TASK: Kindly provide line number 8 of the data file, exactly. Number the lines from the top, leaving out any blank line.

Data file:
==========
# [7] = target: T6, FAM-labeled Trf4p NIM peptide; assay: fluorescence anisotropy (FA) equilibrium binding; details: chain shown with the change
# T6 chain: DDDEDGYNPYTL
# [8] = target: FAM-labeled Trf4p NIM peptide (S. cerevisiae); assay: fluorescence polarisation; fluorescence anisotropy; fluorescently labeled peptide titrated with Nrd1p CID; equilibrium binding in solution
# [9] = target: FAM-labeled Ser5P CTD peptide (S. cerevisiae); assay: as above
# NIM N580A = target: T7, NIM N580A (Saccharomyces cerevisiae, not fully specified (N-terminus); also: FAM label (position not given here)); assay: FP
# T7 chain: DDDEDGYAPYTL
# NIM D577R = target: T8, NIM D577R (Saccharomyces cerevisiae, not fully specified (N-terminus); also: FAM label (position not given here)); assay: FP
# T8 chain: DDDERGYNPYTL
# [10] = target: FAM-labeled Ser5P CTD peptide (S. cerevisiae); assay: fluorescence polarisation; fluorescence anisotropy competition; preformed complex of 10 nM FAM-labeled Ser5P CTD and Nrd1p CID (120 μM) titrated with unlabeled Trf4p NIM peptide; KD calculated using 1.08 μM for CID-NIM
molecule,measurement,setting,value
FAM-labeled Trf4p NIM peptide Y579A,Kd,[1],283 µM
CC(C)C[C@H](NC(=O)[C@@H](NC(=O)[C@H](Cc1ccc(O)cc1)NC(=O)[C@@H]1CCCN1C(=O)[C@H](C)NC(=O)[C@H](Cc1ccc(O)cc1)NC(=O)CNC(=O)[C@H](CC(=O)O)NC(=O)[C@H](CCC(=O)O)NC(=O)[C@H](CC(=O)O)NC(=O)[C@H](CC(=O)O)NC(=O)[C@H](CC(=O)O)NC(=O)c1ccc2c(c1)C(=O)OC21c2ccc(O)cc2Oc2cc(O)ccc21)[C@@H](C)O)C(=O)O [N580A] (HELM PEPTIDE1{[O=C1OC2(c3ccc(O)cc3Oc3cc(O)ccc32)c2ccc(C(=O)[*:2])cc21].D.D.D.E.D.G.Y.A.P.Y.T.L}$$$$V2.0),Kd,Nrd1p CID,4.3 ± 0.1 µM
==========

# T8 chain: DDDERGYNPYTL